Once you’re used to eating nutrient-dense food, your body will feel slow and sluggish if you eat less wholesome fare. Here’s how to get in the habit of eating well.
- Reduce sodium (salt) to help prevent water retention and high blood pressure. Look for the “low sodium” label and season meals with garlic, herbs, and spices instead of salt.
- Enjoy good fats. Reap the rewards of olive oil, avocados, salmon, walnuts, flaxseed, and other monounsaturated fats. The fat from these delicious sources can protect your body against heart disease by controlling “bad” LDL cholesterol levels and raising “good” HDL cholesterol levels.
- Add fiber. Avoid constipation, lower the risk of chronic diseases, and feel fuller longer by increasing your fiber intake from foods such as raw fruits and veggies, whole-grains, and beans.
- Avoid “bad” carbs. Bad carbohydrates—also known as simple or unhealthy carbs—are foods such as white flour, refined sugar, and white rice that have been stripped of all bran, fiber, and nutrients. Bad carbs digest quickly and cause spikes in blood sugar levels and short-lived energy. For long-lasting energy and stable insulin levels, choose “good” or complex carbs such as whole grains, beans, fruits, and vegetables.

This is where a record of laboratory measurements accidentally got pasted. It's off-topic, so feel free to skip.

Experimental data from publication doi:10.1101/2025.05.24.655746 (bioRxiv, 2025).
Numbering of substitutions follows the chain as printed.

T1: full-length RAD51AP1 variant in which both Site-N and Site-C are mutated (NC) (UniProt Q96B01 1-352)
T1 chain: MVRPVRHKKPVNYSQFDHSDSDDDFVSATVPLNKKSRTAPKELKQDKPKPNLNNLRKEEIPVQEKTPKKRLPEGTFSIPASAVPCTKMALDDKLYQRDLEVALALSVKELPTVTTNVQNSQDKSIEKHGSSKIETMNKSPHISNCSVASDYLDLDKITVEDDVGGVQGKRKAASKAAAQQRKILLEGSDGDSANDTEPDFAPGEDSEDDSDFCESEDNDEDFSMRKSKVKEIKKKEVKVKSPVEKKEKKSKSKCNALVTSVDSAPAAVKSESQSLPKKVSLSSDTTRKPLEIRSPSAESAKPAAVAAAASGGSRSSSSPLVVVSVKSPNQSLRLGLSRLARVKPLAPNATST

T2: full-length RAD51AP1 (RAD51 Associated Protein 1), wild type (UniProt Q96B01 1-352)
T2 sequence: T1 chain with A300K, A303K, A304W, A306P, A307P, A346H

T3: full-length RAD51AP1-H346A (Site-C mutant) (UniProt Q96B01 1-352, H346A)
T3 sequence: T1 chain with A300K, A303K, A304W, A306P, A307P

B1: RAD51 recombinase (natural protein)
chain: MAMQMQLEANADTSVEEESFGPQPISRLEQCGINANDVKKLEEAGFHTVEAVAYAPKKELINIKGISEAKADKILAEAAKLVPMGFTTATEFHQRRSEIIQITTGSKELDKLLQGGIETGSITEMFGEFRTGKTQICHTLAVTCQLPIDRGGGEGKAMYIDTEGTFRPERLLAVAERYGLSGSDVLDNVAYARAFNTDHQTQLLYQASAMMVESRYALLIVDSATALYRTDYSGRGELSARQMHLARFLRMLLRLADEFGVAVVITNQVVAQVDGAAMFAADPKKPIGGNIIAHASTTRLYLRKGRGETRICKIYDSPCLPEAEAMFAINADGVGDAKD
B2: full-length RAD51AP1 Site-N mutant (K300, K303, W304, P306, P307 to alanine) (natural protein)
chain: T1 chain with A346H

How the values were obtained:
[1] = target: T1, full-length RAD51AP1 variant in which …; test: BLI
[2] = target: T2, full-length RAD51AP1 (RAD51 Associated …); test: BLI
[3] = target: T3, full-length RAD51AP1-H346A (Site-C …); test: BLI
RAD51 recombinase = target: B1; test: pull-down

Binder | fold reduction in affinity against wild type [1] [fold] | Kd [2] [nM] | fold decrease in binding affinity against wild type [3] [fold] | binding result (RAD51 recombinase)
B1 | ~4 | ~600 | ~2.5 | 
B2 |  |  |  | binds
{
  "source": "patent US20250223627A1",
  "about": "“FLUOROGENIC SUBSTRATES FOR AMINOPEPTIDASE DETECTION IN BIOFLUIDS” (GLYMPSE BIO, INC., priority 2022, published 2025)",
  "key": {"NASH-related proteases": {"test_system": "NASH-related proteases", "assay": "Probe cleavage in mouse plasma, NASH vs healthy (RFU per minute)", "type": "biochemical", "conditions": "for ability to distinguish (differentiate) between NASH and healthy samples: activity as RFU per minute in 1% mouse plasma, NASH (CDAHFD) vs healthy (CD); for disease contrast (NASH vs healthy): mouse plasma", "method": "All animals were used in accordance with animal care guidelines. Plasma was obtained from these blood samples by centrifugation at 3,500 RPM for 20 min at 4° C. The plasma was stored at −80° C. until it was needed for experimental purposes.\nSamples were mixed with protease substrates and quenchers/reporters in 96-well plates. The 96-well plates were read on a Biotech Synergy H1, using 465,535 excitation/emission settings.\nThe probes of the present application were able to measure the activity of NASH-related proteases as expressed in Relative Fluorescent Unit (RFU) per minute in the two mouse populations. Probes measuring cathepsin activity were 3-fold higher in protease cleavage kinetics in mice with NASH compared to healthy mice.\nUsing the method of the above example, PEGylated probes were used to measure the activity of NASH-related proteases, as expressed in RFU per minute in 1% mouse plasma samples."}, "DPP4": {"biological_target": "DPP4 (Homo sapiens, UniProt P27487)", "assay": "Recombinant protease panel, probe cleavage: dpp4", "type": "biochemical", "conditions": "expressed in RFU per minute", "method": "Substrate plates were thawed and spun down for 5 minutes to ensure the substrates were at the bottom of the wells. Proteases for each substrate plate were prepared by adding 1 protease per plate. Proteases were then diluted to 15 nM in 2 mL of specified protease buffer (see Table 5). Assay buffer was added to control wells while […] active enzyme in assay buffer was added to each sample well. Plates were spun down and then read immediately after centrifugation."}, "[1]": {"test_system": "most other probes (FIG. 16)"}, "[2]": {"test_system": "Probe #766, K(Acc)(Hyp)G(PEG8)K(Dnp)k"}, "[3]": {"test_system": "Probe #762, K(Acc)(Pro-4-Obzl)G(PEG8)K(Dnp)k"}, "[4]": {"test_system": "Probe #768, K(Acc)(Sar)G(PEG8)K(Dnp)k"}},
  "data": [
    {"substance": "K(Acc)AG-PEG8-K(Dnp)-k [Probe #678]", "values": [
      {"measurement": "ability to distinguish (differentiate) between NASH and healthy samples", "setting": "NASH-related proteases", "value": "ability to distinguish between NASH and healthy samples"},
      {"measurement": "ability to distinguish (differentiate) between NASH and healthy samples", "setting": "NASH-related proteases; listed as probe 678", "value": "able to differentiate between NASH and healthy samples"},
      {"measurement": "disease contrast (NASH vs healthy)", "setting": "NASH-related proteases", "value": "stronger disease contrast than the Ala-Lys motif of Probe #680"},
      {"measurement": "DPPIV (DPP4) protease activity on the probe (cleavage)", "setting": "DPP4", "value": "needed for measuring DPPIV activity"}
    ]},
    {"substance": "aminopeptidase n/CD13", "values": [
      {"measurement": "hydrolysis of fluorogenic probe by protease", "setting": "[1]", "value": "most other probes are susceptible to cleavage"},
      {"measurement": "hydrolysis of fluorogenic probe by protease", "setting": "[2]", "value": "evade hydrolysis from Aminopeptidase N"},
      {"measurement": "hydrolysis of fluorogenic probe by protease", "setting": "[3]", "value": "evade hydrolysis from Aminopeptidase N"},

- Look for hidden sugar. Added sugar can be hidden in foods such as bread, canned soups and vegetables, pasta sauce, instant mashed potatoes, frozen dinners, fast food, and ketchup. Check food labels for other terms for sugar such as corn syrup, molasses, brown rice syrup, cane juice, fructose, sucrose, dextrose, or maltose. Opt for fresh or frozen vegetables instead of canned goods, and choose low-carb or sugar-freeversions of products such as tortillas, bread, pasta, and ice cream.
- Cook smart. The best way to prepare veggies is by steaming or sautéing in olive oil—it preserves nutrients. Forget boiling—it drains nutrients.
- Put five colors on your plate. Take a tip from Japanese food culture and try to include five colors on your plate. Fruits and veggies rich in color correspond to rich nutrients (think: blackberries, melons, yams, spinach, tomatoes, zucchini).